Boogie Man: The Lee Atwater StoryMusic, Politics|2008|01:26:16|M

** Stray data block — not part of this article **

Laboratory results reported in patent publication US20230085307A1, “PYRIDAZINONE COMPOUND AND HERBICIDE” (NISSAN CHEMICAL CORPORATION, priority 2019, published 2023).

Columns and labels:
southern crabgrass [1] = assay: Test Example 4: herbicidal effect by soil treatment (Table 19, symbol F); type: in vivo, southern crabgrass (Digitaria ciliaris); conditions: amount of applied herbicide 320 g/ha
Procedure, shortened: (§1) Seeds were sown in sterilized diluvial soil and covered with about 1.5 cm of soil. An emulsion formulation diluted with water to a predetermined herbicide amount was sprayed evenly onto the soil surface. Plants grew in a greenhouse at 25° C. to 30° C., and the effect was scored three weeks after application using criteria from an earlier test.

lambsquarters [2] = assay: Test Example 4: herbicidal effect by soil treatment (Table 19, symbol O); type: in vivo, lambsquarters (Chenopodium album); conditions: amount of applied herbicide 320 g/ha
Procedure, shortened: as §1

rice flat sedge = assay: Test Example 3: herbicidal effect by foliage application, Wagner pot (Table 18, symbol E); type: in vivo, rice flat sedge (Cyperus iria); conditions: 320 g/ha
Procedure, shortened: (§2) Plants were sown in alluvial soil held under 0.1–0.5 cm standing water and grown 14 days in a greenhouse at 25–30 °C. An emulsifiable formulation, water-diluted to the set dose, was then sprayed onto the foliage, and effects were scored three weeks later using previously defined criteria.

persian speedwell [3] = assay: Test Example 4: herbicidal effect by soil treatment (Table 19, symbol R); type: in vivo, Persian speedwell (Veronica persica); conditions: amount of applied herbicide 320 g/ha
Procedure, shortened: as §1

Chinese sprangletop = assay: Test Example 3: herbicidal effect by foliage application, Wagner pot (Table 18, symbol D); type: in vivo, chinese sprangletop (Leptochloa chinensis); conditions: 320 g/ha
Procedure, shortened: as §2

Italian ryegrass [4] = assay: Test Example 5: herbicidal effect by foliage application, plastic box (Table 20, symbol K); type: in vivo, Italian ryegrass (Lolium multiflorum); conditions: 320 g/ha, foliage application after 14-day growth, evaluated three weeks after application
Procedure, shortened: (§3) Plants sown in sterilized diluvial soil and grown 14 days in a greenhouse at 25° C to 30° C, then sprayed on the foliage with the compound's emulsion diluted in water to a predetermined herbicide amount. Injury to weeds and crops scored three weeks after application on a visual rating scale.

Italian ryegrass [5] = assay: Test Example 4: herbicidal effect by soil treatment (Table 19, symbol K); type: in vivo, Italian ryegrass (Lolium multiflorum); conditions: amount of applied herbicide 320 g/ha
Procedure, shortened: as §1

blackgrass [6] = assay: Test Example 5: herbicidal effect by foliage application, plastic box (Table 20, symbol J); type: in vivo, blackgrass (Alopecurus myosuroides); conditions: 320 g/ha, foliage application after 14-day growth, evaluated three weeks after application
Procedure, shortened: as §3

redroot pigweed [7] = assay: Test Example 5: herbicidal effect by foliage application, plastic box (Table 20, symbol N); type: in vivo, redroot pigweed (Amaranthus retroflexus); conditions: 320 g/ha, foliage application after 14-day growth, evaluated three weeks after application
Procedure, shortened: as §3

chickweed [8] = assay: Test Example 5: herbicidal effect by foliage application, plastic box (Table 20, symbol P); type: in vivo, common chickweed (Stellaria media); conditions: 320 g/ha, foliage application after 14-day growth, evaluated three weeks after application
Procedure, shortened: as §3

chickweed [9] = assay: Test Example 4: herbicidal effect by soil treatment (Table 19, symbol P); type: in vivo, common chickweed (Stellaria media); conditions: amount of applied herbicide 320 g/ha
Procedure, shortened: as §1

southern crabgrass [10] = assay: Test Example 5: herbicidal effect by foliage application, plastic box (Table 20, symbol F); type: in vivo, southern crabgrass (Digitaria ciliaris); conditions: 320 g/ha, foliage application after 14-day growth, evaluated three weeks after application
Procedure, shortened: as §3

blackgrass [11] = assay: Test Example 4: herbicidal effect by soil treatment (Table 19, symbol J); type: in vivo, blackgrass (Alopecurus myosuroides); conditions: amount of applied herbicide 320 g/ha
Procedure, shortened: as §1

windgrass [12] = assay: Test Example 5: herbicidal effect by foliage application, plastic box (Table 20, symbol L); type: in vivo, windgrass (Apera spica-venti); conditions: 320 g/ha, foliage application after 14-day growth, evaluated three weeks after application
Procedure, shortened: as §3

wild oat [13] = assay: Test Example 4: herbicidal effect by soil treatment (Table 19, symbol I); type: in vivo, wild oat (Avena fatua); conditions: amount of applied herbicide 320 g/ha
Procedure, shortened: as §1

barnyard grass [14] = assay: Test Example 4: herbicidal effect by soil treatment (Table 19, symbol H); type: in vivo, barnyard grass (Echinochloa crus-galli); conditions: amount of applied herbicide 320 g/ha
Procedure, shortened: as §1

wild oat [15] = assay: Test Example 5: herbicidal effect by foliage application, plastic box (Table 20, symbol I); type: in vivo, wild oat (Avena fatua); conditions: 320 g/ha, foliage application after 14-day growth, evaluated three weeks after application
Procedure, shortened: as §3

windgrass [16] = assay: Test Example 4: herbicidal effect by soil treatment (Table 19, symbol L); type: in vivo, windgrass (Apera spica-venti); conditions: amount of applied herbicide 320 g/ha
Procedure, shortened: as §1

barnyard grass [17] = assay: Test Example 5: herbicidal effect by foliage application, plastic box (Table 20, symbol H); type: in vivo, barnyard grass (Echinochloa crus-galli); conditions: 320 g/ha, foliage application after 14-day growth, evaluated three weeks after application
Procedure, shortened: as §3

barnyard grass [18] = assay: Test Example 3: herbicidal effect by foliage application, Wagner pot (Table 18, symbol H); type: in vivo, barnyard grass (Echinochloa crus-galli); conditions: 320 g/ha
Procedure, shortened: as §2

Boogie Man is a comprehensive look at Lee Atwater, the blues-playing rogue whose rambunctious rise from the South to Chairman of the GOP made him a household name. He mentored Karl Rove and George W. Bush while leading the Republican Party to historic victories and transforming the way America elects its Presidents. In eye-opening interviews with Atwater's closest friends and enemies, Boogie Man sheds new light on his crucial role in America's shift to the right. To Democrats offended by his cutthroat style), Atwater was a political assassin dubbed by one Congresswoman "the most evil man in America." But to many Republicans he remains a hero for his deep understanding of the American heartland and his unapologetic vision of politics as war. Director Stefan Forbes offers a timely documentary for this election year as he examines the charming yet Machiavellian, beloved yet reviled, godfather of the modern political campaign. Combining archival news footage with interviews from people who knew Atwater and some who, interestingly, only knew him through the public ramifications of his work, Boogie Man paints a complex portrait of a complex figure: A race-baiting political operative (Atwater may or may not have been behind the infamous 'Willie Horton' ad that cost Michael Dukakis the election in '88) who nonetheless loved to listen to, and play blues music; a man who sprang from the South who helped elect Eastern elites like George H.W. Bush; a man whose pupils in the modern political art of war, Karl Rove and George W. Bush (who worked with Atwater on his father's campaign) turned their back on him as he lay dying.